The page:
P.S. “La Venadita” can be played here.



Neal Porter’s photos of Yuyi at Casa Azul, Frida’s home
(Click the last two to enlarge)


Thumbnails from Viva Frida


“siento / I feel”
A final spread (without text) from the book

(Click to enlarge)


“que amo / that I love”
A final spread (without text) from the book

(Click to enlarge)



* * * * * * *

VIVA FRIDA. Copyright © 2014 by Yuyi Morales. Published by Neal Porter/Roaring Brook Press, New York. All images here used by permission of Yuyi Morales and Neal Porter.

15 comments to “The Making of Viva Frida: Yuyi Morales’ Photo Essay”

  1. Incredible! Marvelous! Thank you1

  2. That was supposed to be an exclamation point, not a 1.

  3. It’s so fascinating to see all the different ways Yuyi created this stunning masterpiece! As an artist who also photographs three dimensional objects to serve as illustrations, I know how challenging a book like this can be. Yuyi has done a phenomenal job of blending the various art forms in a way that the book absolutely evokes the magical dream world and essence of the icon Frida Kahlo.

  4. outstanding background story, thank you for bringing this to us. the book looks like it will be very engaging.

  5. I’m just flipping out over here. There’s nothing I love more than seeing the creative process unfold. Such a captivating glimpse we have into Yuyi’s process we have here, thank you!

  6. I have always loved Frida and her story and when I read about Yuyi’s book I pre-ordered it and was thrilled when it finally arrived. This capsule of the making is so enlightening and only makes the final result more of a treasure. Gracias Yuyi de mi corozon !!!!

  7. Wow! This is gorgeous!! I can’t wait to see this book. I love Frida and I love that this subject is being brought to younger children.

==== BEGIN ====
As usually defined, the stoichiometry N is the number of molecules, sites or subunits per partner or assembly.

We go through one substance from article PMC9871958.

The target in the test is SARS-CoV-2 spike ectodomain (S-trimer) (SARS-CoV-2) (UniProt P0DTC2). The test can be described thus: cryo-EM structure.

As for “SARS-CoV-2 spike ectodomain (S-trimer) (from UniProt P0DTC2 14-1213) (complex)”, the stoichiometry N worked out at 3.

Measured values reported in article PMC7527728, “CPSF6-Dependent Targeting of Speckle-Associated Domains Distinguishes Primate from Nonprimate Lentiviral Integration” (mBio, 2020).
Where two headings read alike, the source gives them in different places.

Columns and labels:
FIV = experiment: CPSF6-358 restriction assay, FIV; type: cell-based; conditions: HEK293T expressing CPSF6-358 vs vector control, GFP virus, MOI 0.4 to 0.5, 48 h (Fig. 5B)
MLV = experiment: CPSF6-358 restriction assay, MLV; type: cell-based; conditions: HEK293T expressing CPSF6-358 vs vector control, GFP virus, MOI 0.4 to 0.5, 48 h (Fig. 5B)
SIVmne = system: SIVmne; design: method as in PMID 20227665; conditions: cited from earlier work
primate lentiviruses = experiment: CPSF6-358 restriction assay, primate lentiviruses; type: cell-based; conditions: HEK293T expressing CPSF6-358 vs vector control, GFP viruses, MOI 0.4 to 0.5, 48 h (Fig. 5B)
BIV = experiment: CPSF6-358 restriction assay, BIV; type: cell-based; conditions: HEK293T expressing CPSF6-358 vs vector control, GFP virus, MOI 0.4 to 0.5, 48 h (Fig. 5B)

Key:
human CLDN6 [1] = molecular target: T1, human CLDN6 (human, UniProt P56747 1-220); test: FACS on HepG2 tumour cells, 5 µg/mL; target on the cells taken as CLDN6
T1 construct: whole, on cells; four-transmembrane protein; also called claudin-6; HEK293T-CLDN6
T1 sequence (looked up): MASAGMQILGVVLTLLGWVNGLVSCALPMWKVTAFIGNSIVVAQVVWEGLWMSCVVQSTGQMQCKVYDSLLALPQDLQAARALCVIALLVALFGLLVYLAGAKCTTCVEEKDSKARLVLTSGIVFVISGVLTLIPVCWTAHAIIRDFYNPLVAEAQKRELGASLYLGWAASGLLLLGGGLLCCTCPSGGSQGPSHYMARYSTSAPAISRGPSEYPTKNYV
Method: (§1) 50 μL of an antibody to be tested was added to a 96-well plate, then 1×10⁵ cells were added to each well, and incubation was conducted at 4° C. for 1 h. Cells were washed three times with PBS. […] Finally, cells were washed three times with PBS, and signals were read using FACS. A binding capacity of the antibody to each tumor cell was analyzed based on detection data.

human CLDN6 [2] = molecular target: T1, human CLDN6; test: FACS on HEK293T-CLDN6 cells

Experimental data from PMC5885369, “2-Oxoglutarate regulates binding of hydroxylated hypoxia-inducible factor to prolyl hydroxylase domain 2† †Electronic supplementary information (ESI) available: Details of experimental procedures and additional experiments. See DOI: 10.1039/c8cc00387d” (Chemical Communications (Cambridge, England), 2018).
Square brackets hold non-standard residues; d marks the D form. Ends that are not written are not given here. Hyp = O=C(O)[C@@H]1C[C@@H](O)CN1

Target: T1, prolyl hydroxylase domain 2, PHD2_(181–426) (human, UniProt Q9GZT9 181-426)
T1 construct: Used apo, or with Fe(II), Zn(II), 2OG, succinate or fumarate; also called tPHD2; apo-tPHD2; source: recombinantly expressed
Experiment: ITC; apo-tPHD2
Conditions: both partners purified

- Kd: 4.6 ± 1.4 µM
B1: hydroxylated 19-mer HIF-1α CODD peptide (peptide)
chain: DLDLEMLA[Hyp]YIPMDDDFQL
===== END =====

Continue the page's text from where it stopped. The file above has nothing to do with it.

8. Thank you for sharing this extraordinary creative journey with us, Yuyi. Your work is outstanding, La creme de la creme we would say in my native French. Best to you.

  9. Incredible book, incredible art, and amazing generosity on your part for letting us peek behind the curtain and see how the magic is done, which only makes us realize it truly is magical.

  10. I love your story of the creation of “Viva Frida” I can picture you in your studio creating your fantastic characters for the book. Thank you for sharing.

  11. Innovative and inspiring. Can’t wait to see the book for myself and our community. Wouldn’t thus make a compelling exhibit?!

  12. […] Morales put together a fantastic photo essay about her process for creating Viva Frida, one of my favorite picture books published in […]

  13. Hello! This blog is quite the wonder in the information that it is presenting on
    Frida Kahlo. Quite fascinating as a subject of a biography and more so as an artist, she becomes more unusual an individual the wider the information that is written about her is printed. ATK

  14. […] The making of Viva Frida photo essay […]

  15. […] with a photo essay on the making of Viva Frida on Seven Impossible Things. There’s also a short video of the process on the MacMillan Kids publishing […]